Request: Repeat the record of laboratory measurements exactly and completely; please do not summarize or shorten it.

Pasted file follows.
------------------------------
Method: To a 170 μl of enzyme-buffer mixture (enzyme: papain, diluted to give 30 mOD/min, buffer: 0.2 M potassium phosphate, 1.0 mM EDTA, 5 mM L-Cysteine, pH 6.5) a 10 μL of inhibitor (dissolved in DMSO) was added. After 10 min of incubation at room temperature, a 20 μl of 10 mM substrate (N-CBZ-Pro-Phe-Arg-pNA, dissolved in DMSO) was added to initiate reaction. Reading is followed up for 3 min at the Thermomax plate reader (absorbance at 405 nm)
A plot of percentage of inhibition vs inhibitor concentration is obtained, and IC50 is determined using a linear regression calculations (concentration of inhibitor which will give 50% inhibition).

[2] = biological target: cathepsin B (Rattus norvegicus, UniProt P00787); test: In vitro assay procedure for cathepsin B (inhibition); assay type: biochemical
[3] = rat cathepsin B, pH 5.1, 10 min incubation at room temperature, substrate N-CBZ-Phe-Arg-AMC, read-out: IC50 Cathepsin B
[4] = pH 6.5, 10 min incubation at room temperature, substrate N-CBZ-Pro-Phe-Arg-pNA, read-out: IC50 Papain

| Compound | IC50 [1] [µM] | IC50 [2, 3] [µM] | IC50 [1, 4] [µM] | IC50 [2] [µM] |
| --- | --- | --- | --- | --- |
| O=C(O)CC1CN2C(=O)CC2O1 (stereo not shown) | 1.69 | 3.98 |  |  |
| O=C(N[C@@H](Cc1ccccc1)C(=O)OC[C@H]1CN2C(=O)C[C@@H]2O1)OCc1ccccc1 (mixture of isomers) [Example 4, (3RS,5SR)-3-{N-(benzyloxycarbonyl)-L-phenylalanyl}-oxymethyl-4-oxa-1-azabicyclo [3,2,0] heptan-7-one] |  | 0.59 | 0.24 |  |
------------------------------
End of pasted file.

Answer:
Method: To a 170 μl of enzyme-buffer mixture (enzyme: papain, diluted to give 30 mOD/min, buffer: 0.2 M potassium phosphate, 1.0 mM EDTA, 5 mM L-Cysteine, pH 6.5) a 10 μL of inhibitor (dissolved in DMSO) was added. After 10 min of incubation at room temperature, a 20 μl of 10 mM substrate (N-CBZ-Pro-Phe-Arg-pNA, dissolved in DMSO) was added to initiate reaction. Reading is followed up for 3 min at the Thermomax plate reader (absorbance at 405 nm)
A plot of percentage of inhibition vs inhibitor concentration is obtained, and IC50 is determined using a linear regression calculations (concentration of inhibitor which will give 50% inhibition).

[2] = biological target: cathepsin B (Rattus norvegicus, UniProt P00787); test: In vitro assay procedure for cathepsin B (inhibition); assay type: biochemical
[3] = rat cathepsin B, pH 5.1, 10 min incubation at room temperature, substrate N-CBZ-Phe-Arg-AMC, read-out: IC50 Cathepsin B
[4] = pH 6.5, 10 min incubation at room temperature, substrate N-CBZ-Pro-Phe-Arg-pNA, read-out: IC50 Papain

| Compound | IC50 [1] [µM] | IC50 [2, 3] [µM] | IC50 [1, 4] [µM] | IC50 [2] [µM] |
| --- | --- | --- | --- | --- |
| O=C(O)CC1CN2C(=O)CC2O1 (stereo not shown) | 1.69 | 3.98 |  |  |
| O=C(N[C@@H](Cc1ccccc1)C(=O)OC[C@H]1CN2C(=O)C[C@@H]2O1)OCc1ccccc1 (mixture of isomers) [Example 4, (3RS,5SR)-3-{N-(benzyloxycarbonyl)-L-phenylalanyl}-oxymethyl-4-oxa-1-azabicyclo [3,2,0] heptan-7-one] |  | 0.59 | 0.24 |  |